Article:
: hypofibrigenemia possible
: no hypofibrogenemia (localized to kidney)
Difference between aspirin and other NSAIDs with respect to platelet inhibition
Penicillin derivative that can cause dose-related platelet dysfunction
Drugs besides aspirin that cause platelet dysfucntion
Drug that causes fight or flight response, leading to release of vWF and factor VIII
Drug that enhances the clotting process by inhibiting fibrinolysis
Tissue factor is associated with which coagulation pathway?
Factor VII is associated with which coagulation pathway?
Coagulation pathway that INITIATES the process of clot formation
Coagulation pathway that CONTINUES the process of clot formation
Factors (2) that contribute to prothrombin being cleaved into thrombin
Thrombin cleaves which factors?
Hemophilia A is deficiency in factor ___
Hemophilia B is a deficiency in factor _____
Hemophilia C is a deficiency in factor ____
Factors for which a deficiency would lead to both elevated PT and PTT
Thrombin (factor II)
Treatment used on battlefield to stop heavy bleeding
Synthetic factor VII
Normal PT and normal PTT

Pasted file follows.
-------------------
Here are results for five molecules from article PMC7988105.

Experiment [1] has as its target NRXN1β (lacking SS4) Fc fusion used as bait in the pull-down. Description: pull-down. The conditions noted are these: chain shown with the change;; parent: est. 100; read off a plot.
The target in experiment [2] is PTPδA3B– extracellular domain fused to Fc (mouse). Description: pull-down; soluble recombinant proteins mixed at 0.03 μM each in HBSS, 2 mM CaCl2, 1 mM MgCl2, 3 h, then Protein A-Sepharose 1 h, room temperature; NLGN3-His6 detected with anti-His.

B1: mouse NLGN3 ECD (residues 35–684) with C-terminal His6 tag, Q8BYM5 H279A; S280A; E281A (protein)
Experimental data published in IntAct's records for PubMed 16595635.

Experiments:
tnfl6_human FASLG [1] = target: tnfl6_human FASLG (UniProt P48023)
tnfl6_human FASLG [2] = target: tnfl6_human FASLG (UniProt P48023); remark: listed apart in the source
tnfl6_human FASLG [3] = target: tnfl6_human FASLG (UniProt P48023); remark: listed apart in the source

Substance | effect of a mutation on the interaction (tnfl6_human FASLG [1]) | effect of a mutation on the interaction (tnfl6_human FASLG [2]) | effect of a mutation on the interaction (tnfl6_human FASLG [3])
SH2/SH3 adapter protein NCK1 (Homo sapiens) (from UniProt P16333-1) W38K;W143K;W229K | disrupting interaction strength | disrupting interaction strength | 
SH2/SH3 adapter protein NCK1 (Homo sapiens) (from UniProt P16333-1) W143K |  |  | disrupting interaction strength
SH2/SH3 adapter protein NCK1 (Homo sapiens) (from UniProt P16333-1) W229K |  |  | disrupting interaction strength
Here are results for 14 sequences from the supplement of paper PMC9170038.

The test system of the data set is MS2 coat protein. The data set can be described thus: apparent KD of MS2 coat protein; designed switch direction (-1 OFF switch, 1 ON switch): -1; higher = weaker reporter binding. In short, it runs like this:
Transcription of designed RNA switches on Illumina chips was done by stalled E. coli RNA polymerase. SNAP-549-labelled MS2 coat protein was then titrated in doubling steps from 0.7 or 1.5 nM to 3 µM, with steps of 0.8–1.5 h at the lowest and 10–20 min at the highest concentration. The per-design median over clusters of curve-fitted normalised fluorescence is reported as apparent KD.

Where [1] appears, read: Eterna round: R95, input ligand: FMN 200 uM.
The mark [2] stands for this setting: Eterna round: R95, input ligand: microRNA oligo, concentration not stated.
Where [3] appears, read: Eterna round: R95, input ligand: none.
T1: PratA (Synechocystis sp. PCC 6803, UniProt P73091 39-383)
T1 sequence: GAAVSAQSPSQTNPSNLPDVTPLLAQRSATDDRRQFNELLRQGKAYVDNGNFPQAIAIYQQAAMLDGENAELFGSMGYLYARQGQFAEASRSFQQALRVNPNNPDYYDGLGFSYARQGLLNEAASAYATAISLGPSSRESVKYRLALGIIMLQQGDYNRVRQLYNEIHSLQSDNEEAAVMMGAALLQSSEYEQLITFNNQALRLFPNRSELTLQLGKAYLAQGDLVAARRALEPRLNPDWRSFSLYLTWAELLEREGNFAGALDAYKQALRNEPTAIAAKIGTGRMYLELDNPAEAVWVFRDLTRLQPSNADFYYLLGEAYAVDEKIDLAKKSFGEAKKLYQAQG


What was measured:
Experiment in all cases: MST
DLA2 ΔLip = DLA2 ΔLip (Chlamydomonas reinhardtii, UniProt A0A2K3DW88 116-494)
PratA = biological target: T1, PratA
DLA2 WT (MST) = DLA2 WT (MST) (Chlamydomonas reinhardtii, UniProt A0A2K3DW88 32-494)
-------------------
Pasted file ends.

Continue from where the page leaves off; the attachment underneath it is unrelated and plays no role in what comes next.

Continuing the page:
: 12-15 sec
: 25-39 sec
Factor VIII cleaves what factor?
What effect would vitamin K deficiency have on PT and PTT
Partial thromboplastin time
Time needed for coagulation pathway to yield end products
What does thrombin time measure?
Prothrombin conversion to thrombin and fibrinogen coversion to fibrin
If thrombin time elevated, what is the likely cause?
Effect of heparin on thrombin time, PT, PTT
: Can be increased
Effect of liver dysfuction on thrombin time, PT, PTT
Trade name of warfarin
Effect of warfarin on PT
Effect of von Willebrand's disease on PTT
Usually elevated, but not always
What do you suspect if you have elevated PT, PTT and also thrombocytopenia?
Consumptive coagulatopathy (DIC, Kasabach-Merrit syndrom)
2 substances assoicated with regulation of fibrinolysis
Plasminogen activator inhibitor-1
What does protein C inhibit?
Mutation on active site of factor V where protein C can't bind and therefore can't apply breaks to clot formation
Factor V Leiden mutation
What 2 products does antithrombin III inhibit
What will a deficiency in antithrombin III cause?
What compound does heparin enhance?
What would happen if anti-thrombin III deficient patient is given heparin?
Heparin would be useless
Enzyme that drives conversion of homocysteine into methionine
Consquence of mutation MTHFR
Back-up of homocysteine--> blood vessels injured-->endothelial cells prothrombotic
Antibody which causes lab anomaly which procudes elevated PTT
Lupus anticoagulant (antibody)
Auto-immune syndrome that causes antibodies vs. phospholipids, possibly increasing risk of thrombus
Hyperhomocysteinemia and antiphospholipid syndrome associated with what kind of thrombi: arterial or venous?
vWF is a carrier protein for what factor?
VIII (released when vWF binds subendothelium)
Treatment for von Willebrand's disease?
Differences in types of bleeding with von Willebrand's disease and hemophilia
: superficial, mucocutaneous
: deep tissues